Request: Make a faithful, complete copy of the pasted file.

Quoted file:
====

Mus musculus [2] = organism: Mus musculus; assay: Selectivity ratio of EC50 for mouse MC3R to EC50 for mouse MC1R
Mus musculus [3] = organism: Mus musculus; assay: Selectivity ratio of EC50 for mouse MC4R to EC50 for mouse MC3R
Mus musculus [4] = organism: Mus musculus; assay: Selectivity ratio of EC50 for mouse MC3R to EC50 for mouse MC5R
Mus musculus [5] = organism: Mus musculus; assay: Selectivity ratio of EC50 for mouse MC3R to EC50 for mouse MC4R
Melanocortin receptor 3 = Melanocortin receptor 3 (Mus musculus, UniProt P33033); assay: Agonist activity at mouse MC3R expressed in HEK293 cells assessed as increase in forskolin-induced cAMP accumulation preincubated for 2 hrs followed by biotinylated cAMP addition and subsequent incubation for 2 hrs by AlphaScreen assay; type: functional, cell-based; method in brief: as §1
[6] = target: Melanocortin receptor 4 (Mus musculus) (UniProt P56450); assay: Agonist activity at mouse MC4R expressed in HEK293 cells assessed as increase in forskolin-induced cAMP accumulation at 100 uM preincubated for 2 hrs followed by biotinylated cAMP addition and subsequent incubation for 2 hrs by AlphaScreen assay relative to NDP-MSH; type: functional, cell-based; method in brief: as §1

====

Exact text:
Mus musculus [2] = organism: Mus musculus; assay: Selectivity ratio of EC50 for mouse MC3R to EC50 for mouse MC1R
Mus musculus [3] = organism: Mus musculus; assay: Selectivity ratio of EC50 for mouse MC4R to EC50 for mouse MC3R
Mus musculus [4] = organism: Mus musculus; assay: Selectivity ratio of EC50 for mouse MC3R to EC50 for mouse MC5R
Mus musculus [5] = organism: Mus musculus; assay: Selectivity ratio of EC50 for mouse MC3R to EC50 for mouse MC4R
Melanocortin receptor 3 = Melanocortin receptor 3 (Mus musculus, UniProt P33033); assay: Agonist activity at mouse MC3R expressed in HEK293 cells assessed as increase in forskolin-induced cAMP accumulation preincubated for 2 hrs followed by biotinylated cAMP addition and subsequent incubation for 2 hrs by AlphaScreen assay; type: functional, cell-based; method in brief: as §1
[6] = target: Melanocortin receptor 4 (Mus musculus) (UniProt P56450); assay: Agonist activity at mouse MC4R expressed in HEK293 cells assessed as increase in forskolin-induced cAMP accumulation at 100 uM preincubated for 2 hrs followed by biotinylated cAMP addition and subsequent incubation for 2 hrs by AlphaScreen assay relative to NDP-MSH; type: functional, cell-based; method in brief: as §1